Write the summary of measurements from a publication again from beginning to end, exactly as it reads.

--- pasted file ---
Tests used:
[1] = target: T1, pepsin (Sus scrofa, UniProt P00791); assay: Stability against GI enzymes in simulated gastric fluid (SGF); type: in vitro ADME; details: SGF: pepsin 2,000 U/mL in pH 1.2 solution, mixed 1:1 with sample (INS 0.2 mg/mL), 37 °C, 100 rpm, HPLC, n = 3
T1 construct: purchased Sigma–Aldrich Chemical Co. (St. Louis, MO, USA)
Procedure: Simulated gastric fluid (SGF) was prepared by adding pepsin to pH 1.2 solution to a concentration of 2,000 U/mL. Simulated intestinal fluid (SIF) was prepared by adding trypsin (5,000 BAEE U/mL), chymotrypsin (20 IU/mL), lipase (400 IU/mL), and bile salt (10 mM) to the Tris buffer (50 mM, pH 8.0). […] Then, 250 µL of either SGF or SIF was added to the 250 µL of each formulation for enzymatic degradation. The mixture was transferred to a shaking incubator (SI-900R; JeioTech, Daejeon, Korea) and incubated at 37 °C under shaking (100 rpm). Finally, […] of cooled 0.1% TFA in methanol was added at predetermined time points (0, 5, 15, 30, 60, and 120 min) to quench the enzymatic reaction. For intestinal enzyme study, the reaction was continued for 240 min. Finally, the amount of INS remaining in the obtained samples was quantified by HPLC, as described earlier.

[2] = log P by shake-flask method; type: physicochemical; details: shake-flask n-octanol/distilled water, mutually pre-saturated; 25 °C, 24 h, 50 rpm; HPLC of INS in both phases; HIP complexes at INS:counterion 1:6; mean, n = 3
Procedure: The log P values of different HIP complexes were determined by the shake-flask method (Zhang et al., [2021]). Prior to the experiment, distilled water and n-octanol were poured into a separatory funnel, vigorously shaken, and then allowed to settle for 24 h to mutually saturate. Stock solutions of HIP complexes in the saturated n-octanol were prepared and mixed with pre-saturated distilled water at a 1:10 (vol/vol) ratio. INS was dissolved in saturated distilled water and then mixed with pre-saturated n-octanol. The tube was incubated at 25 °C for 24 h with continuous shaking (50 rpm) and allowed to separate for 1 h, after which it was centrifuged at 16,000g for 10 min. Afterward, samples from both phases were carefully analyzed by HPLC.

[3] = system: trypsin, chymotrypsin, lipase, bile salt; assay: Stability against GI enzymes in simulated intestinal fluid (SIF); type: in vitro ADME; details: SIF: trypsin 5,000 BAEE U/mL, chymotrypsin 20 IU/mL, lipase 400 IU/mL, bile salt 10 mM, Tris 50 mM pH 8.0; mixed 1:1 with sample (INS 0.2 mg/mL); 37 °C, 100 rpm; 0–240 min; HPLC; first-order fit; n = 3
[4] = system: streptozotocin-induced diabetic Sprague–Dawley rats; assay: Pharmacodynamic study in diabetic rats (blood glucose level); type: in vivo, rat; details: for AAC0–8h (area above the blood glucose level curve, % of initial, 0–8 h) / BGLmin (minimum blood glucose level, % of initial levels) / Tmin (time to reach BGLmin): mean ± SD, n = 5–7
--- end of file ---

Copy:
Tests used:
[1] = target: T1, pepsin (Sus scrofa, UniProt P00791); assay: Stability against GI enzymes in simulated gastric fluid (SGF); type: in vitro ADME; details: SGF: pepsin 2,000 U/mL in pH 1.2 solution, mixed 1:1 with sample (INS 0.2 mg/mL), 37 °C, 100 rpm, HPLC, n = 3
T1 construct: purchased Sigma–Aldrich Chemical Co. (St. Louis, MO, USA)
Procedure: Simulated gastric fluid (SGF) was prepared by adding pepsin to pH 1.2 solution to a concentration of 2,000 U/mL. Simulated intestinal fluid (SIF) was prepared by adding trypsin (5,000 BAEE U/mL), chymotrypsin (20 IU/mL), lipase (400 IU/mL), and bile salt (10 mM) to the Tris buffer (50 mM, pH 8.0). […] Then, 250 µL of either SGF or SIF was added to the 250 µL of each formulation for enzymatic degradation. The mixture was transferred to a shaking incubator (SI-900R; JeioTech, Daejeon, Korea) and incubated at 37 °C under shaking (100 rpm). Finally, […] of cooled 0.1% TFA in methanol was added at predetermined time points (0, 5, 15, 30, 60, and 120 min) to quench the enzymatic reaction. For intestinal enzyme study, the reaction was continued for 240 min. Finally, the amount of INS remaining in the obtained samples was quantified by HPLC, as described earlier.

[2] = log P by shake-flask method; type: physicochemical; details: shake-flask n-octanol/distilled water, mutually pre-saturated; 25 °C, 24 h, 50 rpm; HPLC of INS in both phases; HIP complexes at INS:counterion 1:6; mean, n = 3
Procedure: The log P values of different HIP complexes were determined by the shake-flask method (Zhang et al., [2021]). Prior to the experiment, distilled water and n-octanol were poured into a separatory funnel, vigorously shaken, and then allowed to settle for 24 h to mutually saturate. Stock solutions of HIP complexes in the saturated n-octanol were prepared and mixed with pre-saturated distilled water at a 1:10 (vol/vol) ratio. INS was dissolved in saturated distilled water and then mixed with pre-saturated n-octanol. The tube was incubated at 25 °C for 24 h with continuous shaking (50 rpm) and allowed to separate for 1 h, after which it was centrifuged at 16,000g for 10 min. Afterward, samples from both phases were carefully analyzed by HPLC.

[3] = system: trypsin, chymotrypsin, lipase, bile salt; assay: Stability against GI enzymes in simulated intestinal fluid (SIF); type: in vitro ADME; details: SIF: trypsin 5,000 BAEE U/mL, chymotrypsin 20 IU/mL, lipase 400 IU/mL, bile salt 10 mM, Tris 50 mM pH 8.0; mixed 1:1 with sample (INS 0.2 mg/mL); 37 °C, 100 rpm; 0–240 min; HPLC; first-order fit; n = 3
[4] = system: streptozotocin-induced diabetic Sprague–Dawley rats; assay: Pharmacodynamic study in diabetic rats (blood glucose level); type: in vivo, rat; details: for AAC0–8h (area above the blood glucose level curve, % of initial, 0–8 h) / BGLmin (minimum blood glucose level, % of initial levels) / Tmin (time to reach BGLmin): mean ± SD, n = 5–7